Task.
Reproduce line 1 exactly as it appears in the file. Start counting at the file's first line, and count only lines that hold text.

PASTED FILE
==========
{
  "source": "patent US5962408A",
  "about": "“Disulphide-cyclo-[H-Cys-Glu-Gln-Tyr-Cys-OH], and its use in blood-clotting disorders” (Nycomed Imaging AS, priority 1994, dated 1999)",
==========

{